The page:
Jointly Held Accounts: A Cautionary Tale


When someone dies, his executor or personal representative is responsible for preparing the decedent’s final income tax return and the decededent’s estate is liable for all income tax due.  If the executor distributes the estate without payment of the income taxes, the IRS could hold the executor personally liable for the unpaid income taxes.

In a recent Florida case, this is what happened.  The executor’s excuse for not paying the income taxes was that the income was placed in a jointly held account with his brother and that the brother had agreed to pay the income tax.  However, when the brother later refused, the IRS sued the executor, not the brother, and won.

This case is a reminder that anytime someone uses a probate avoidance technique, like a joint account, or paid on death account or transfer on death account, there are unintended consequences, such as the one above.  The person named as executor as the responsible for paying the income and estate taxes, but may not be able to obtain the funds from her persons who receive the assets.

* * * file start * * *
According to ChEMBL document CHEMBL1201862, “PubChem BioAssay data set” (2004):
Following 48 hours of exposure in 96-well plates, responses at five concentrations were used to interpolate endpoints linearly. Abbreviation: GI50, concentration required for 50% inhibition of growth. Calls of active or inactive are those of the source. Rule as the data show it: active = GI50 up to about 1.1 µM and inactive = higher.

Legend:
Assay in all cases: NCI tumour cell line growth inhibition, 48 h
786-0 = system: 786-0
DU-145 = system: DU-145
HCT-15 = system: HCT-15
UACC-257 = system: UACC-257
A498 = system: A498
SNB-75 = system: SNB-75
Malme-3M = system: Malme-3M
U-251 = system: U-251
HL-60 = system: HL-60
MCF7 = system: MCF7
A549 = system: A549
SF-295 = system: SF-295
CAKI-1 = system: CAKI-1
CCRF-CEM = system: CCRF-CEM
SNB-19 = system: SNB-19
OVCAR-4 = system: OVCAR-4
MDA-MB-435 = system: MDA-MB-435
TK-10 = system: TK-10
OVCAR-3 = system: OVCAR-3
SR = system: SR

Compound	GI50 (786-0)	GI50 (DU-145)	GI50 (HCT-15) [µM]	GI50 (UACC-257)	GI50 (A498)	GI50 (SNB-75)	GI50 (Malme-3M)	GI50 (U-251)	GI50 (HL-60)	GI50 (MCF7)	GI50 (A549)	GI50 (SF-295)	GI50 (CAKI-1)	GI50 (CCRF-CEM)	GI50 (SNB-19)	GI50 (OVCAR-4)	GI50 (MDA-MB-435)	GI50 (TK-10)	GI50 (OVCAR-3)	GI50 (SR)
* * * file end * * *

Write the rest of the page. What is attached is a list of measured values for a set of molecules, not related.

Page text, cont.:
A much better way to plan is the bucket concept.  Either place all your assets in one bucket or direct that all your assets are to be placed in the bucket upon your death, and then the person in control of the bucket can make sure that he or she has the assets to pay the income and estate taxes due at your death.  Then, once those taxes are paid, the assets can be distributed according to your wishes.  This always works whereas Joint accounts paid on death accounts, do not always work and can have unintended consequences that totally undermine your wishes and objectives.  The bucket noted above is a revocable or living trust that is created upon your death and if fully funded avoids probate at death.

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